Most economists now assume that the American fortunes will not improve before near the end of the year, as the Obama administration’s $787 billion emergency spending program begins to wash through the economy.
“The current pace of decline is breathtaking,” said Robert Barbera, chief economist at the research and trading firm ITG. “We are now falling at a near record rate in the postwar period and there’s been no change in the violent downward trajectory.”
Indeed, the monthly snapshot of the national employment picture worsened an already abysmal picture….
Between 1990 and 2007, the total mortgage debt held by Americans rose from $2.5 trillion to $10.5 trillion. This rise was part of a societal credit bubble that burst in 2008. To cushion the pain of that collapse, federal authorities decided to replace private debt with public debt.
By David Brooks
The New York Times
In 2008, the Bush administration increased spending by about $1.7 trillion, and guaranteed loans, investments and deposits worth about $8 trillion. In 2009, the Obama administration spent $800 billion on a stimulus package, $1 trillion on a second round of bank bailouts and committed another trillion on health care reform and other bailout plans.
Americans generally welcomed the burst of public activism. In “Democracy in America,” Alexis de Tocqueville wrote about what happens to a people beset by anxiety: “The taste for public tranquility then becomes a blind passion, and the citizens are liable to conceive a most inordinate devotion to order.”
In normal times, Americans would have been skeptical of proposals to double or triple the size of federal programs, but amid the economic fear, that skepticism fell away. Wall Street traders hungered for a huge federal bailout replete with strings. Economists produced models that assumed that government could efficiently spend huge amounts of money, and these models were accepted.
The Obama administration was staffed with moderates who found that there was no reward for moderation. Liberals attacked them for being tepid. Republicans attacked them because it was enjoyable to see Democrats attacked. Over time, the administration drifted left and created what you might call Split Level Technocratic Liberalism.
President Obama defended spending initiatives in broad terms. He had enormous faith in the power of highly trained experts and based his arguments on models and projections. The actual legislation was cobbled together by Democratic committee chairmen, often acting beyond the administration’s control.
During 2010, the economic decline abated, but the recovery did not arrive…..
U.S. financial losses from the credit crisis may reach $3.6 trillion, suggesting the banking system is “effectively insolvent,” said New York University Professor Nouriel Roubini, who predicted last year’s economic crisis.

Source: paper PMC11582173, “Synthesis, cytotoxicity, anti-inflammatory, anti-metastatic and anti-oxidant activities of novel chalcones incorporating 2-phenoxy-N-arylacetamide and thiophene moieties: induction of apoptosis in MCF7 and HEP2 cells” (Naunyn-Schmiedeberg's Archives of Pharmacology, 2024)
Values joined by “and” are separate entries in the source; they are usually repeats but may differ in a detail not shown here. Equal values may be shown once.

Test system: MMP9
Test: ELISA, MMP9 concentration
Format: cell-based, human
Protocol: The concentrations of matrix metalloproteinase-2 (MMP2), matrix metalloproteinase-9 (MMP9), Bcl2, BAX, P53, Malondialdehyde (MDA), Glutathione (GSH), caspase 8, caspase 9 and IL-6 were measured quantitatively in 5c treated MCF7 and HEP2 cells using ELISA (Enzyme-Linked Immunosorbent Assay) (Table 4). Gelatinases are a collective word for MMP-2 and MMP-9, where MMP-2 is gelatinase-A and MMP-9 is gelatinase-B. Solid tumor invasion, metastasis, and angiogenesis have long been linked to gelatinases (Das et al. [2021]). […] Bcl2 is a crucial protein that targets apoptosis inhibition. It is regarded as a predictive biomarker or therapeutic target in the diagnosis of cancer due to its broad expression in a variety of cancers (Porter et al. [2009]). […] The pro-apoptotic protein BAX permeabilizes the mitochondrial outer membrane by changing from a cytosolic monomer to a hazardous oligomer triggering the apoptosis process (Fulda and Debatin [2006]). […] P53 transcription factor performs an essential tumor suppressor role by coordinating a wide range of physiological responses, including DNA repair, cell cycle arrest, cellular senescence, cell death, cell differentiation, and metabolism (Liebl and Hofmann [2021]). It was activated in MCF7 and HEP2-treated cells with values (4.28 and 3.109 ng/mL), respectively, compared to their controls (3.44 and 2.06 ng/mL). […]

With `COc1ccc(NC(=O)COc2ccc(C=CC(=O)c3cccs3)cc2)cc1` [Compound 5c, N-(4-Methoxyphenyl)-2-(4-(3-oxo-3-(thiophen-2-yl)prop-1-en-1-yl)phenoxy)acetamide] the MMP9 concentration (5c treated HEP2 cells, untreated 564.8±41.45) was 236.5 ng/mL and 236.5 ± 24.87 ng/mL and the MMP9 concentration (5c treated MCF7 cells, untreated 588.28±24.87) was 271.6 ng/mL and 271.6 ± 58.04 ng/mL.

By Henry Meyer and Ayesha Daya
“I’ve found that credit losses could peak at a level of $3.6 trillion for U.S. institutions, half of them by banks and broker dealers,” Roubini said at a conference in Dubai today. “If that’s true, it means the U.S. banking system is effectively insolvent because it starts with a capital of $1.4 trillion. This is a systemic banking crisis.”
Losses and writedowns at financial companies worldwide have risen to more than $1 trillion since the U.S. subprime mortgage market collapsed in 2007, according to data compiled by Bloomberg.
President Barack Obama will have to use as much as $1 trillion of public funds to shore up the capitalization of the banking sector, following the $350 billion injection by the Bush administration, Roubini told Bloomberg News. Congress last year approved a $700 billion rescue fund, of which half remains to be disbursed.
Bank of America Corp., the largest U.S. bank by assets, posted a quarterly loss of $1.79 billion last week, its first since 1991, and received $138 billion in emergency government funds. Citigroup Inc. posted an $8.29 billion fourth-quarter loss, completing its worst year, and plans to split in two under Chief Executive Officer Vikram Pandit’s plan to rebuild a capital base eroded by the credit crisis.
“The problems of Citi, Bank of America and others suggest the system is bankrupt,” Roubini said. “In Europe, it’s the same thing.”
Stocks in Europe, Canada and Brazil dropped yesterday on speculation government efforts to shore up the financial industry will fail to stem the deepening global recession. The U.K.’s Royal Bank of Scotland Group Plc said it expects to post a loss of as much as 28 billion pounds ($41 billion) for 2008 and the government got ready to raise its stake in the lender.